I am an atypical Icelandic book-lover in this respect. I have no bookshelves in my living room and the only books you will find there are the ones I am reading at any given moment. This is mostly due to the fact that I have a south-facing living room and I don’t want to expose my books to the sun, but also because my bookshelves are old and ugly. However, I am on the verge of making the leap. I would dearly love to put up built-in bookcases along one of the walls in my hall, but until I have the money to make a good job of it, I will probably put the overflow from the office and bedroom in the living room. I have my eye on the second-largest of the Ikea Expedit shelving units, because it is deep enough for double stacking and can be used to make a tasteful room divider with the spines of books looking out from both sides.

Inspired by this display of Icelandic home libraries


Heartbeatoz said…
What a wonderful Tradition my Books are in the Hallway and my Study which I recently Painted and upgraded the bookcases to the Ikea Expedit Shelves which are great for Double Stacking and even Triple stacking if you have Paperbacks.
George said…
I cannot bring myself to double stack books. I just buy more shelving.
Bibliophile said…
You're lucky to be able to do that, George. All the available space in both my bedroom and my office is taken up by bookshelves which will fill up completely within a couple of years. I can't get ready-made shelving for my hallway that is shallow enough for only one layer of books, and I can't fit deeper shelving in there, so built-in it will have to be, but that is very, very expensive even if I do all the work myself.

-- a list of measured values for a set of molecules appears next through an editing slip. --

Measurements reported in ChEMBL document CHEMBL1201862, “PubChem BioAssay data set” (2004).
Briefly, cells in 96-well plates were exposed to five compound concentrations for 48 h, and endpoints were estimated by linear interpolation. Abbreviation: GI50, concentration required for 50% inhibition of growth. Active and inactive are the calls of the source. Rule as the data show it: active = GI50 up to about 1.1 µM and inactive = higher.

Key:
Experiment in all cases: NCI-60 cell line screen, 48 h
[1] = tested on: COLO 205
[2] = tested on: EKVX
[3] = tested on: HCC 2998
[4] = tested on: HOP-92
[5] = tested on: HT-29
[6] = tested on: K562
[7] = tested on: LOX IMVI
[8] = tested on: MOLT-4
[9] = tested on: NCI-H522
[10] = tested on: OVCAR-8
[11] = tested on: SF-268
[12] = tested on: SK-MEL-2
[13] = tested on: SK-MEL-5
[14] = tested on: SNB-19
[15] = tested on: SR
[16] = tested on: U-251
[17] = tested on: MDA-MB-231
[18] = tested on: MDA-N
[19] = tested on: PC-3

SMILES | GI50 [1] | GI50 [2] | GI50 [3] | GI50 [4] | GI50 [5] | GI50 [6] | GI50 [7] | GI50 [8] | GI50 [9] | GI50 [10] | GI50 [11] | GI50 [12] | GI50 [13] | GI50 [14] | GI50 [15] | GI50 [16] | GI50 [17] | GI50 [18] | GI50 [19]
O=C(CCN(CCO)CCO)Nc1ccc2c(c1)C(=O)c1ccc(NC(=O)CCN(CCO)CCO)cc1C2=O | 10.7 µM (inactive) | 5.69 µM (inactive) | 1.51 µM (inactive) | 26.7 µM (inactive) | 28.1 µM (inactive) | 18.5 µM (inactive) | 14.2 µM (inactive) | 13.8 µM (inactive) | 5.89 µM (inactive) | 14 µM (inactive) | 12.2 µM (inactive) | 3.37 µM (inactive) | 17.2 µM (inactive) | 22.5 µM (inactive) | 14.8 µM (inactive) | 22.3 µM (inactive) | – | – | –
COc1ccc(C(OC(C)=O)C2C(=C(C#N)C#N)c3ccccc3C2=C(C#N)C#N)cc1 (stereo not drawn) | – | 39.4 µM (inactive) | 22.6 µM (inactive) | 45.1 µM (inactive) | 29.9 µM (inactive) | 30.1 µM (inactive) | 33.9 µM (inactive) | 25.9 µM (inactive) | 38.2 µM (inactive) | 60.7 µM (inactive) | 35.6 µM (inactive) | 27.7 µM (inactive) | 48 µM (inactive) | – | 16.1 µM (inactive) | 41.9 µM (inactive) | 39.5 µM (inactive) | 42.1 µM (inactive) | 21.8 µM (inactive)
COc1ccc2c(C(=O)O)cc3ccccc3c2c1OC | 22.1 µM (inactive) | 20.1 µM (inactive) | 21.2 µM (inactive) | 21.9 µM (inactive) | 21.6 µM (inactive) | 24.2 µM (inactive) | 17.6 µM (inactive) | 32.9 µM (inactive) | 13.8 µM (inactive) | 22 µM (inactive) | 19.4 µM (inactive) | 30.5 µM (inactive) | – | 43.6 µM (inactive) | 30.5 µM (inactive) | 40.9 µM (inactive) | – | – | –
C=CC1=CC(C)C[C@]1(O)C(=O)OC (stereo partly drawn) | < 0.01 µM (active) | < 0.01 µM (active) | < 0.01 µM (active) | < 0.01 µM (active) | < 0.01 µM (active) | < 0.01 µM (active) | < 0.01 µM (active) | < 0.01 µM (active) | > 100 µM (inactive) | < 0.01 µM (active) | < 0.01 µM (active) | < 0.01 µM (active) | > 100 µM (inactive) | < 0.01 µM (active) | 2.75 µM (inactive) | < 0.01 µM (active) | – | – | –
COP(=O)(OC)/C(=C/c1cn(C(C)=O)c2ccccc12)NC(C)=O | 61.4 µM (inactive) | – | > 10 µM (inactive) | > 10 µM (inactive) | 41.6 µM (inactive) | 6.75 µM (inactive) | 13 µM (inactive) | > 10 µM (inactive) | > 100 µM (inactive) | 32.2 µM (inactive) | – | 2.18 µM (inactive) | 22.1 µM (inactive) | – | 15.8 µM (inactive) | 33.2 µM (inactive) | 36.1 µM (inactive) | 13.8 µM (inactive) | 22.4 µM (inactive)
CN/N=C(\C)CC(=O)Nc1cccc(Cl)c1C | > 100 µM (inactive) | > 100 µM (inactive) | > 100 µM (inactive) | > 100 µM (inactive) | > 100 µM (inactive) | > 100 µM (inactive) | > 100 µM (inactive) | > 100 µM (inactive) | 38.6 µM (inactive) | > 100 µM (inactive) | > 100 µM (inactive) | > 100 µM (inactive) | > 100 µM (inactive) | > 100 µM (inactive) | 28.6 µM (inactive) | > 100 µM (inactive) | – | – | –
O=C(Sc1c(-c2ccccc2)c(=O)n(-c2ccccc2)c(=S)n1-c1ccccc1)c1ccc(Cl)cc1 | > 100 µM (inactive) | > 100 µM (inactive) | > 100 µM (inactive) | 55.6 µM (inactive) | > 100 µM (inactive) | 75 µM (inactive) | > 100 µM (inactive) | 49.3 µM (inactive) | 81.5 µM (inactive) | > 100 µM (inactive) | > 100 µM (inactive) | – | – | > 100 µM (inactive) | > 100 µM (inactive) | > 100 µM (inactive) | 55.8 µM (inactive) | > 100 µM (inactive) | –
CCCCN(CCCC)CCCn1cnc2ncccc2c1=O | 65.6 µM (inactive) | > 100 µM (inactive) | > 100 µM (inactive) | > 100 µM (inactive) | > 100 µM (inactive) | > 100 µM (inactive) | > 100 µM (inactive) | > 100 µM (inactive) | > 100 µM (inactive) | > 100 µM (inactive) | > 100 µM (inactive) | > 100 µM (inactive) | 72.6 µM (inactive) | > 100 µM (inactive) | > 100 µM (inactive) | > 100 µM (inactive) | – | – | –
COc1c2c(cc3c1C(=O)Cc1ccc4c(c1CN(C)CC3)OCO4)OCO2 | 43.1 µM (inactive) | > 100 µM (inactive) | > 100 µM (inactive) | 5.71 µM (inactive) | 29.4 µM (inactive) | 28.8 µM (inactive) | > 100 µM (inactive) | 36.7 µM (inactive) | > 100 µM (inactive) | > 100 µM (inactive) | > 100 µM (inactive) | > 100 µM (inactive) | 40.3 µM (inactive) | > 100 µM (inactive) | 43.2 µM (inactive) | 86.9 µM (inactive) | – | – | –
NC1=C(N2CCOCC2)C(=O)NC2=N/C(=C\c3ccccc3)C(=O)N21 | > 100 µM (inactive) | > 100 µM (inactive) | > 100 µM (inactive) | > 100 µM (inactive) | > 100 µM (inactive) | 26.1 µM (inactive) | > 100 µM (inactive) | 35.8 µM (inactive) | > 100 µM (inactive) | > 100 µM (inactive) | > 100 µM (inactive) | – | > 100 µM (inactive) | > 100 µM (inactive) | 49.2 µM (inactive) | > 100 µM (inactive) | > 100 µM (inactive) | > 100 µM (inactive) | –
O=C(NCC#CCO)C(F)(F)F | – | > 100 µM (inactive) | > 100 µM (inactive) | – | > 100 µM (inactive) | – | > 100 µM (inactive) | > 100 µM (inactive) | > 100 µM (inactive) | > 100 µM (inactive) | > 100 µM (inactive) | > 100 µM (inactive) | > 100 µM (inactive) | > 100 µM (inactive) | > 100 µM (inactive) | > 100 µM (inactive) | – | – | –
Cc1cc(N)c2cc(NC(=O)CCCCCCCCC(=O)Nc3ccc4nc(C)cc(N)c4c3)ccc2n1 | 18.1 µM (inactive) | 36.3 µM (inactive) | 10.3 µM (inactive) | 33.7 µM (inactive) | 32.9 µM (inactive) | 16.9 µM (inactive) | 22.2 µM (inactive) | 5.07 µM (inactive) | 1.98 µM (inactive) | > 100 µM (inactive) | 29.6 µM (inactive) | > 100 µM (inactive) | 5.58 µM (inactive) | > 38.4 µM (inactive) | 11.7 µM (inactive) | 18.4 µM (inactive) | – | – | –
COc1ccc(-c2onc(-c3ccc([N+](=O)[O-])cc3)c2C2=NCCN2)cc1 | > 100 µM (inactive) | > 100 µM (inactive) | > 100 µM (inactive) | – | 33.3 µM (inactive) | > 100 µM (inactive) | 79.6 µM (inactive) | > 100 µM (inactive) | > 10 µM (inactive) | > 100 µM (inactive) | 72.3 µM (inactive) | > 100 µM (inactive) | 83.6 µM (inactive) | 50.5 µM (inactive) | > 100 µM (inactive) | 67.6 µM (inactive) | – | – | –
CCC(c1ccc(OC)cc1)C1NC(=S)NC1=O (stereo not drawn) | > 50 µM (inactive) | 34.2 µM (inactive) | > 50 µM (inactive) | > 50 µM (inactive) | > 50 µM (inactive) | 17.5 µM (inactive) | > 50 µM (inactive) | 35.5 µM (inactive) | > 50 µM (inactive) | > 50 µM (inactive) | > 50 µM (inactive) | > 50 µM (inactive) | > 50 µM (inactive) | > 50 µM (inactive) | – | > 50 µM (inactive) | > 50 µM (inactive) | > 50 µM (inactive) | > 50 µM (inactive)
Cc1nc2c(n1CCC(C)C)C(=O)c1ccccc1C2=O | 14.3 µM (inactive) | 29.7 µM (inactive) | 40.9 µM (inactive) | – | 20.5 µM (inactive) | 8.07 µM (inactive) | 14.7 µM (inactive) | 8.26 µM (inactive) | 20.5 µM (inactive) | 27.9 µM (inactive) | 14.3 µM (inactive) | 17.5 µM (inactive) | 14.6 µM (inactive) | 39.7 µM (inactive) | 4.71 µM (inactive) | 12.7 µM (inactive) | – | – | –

The good thing about Expedit shelving is that it's designed to be free-standing so you can have the spines of double-stacked books facing out from both sides. It's like library shelving in that respect, except it looks a lot nicer.
Dorte H said…
Thank you for this tour of the Icelandic home!

Most of our friends are readers, and they have books in the living-room, but I think the only ´system´ is that the more books they read, the less systematic they are - because the books are for use, not for display :)

We don´t have that many books in our own living-room, but somehow my TBR has wormed its way in there.